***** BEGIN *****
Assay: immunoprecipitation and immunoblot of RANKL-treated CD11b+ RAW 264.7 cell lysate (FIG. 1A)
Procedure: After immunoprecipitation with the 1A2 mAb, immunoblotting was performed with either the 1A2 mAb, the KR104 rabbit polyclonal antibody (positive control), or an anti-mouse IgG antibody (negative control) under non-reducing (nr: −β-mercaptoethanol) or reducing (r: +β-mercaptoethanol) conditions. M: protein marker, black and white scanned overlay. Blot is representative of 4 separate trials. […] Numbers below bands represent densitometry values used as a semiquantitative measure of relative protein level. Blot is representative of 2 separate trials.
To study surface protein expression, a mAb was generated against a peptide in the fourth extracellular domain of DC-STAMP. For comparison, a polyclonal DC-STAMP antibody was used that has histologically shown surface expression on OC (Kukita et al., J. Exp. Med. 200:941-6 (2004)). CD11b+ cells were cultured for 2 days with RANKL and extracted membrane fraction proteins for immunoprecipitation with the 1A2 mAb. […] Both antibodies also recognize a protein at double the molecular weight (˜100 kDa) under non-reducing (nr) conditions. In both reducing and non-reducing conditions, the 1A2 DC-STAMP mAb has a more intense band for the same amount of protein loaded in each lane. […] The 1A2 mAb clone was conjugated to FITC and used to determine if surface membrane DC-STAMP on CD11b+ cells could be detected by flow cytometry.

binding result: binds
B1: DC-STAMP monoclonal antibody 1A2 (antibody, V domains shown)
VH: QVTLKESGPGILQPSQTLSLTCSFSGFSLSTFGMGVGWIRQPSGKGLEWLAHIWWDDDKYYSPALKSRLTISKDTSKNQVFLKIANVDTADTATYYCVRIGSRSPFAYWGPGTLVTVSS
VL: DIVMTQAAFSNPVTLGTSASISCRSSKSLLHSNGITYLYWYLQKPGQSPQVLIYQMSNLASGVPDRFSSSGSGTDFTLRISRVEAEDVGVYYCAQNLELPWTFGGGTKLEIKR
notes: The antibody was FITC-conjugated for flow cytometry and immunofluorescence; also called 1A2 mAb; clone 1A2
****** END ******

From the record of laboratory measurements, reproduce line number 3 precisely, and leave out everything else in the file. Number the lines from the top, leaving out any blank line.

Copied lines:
To study surface protein expression, a mAb was generated against a peptide in the fourth extracellular domain of DC-STAMP. For comparison, a polyclonal DC-STAMP antibody was used that has histologically shown surface expression on OC (Kukita et al., J. Exp. Med. 200:941-6 (2004)). CD11b+ cells were cultured for 2 days with RANKL and extracted membrane fraction proteins for immunoprecipitation with the 1A2 mAb. […] Both antibodies also recognize a protein at double the molecular weight (˜100 kDa) under non-reducing (nr) conditions. In both reducing and non-reducing conditions, the 1A2 DC-STAMP mAb has a more intense band for the same amount of protein loaded in each lane. […] The 1A2 mAb clone was conjugated to FITC and used to determine if surface membrane DC-STAMP on CD11b+ cells could be detected by flow cytometry.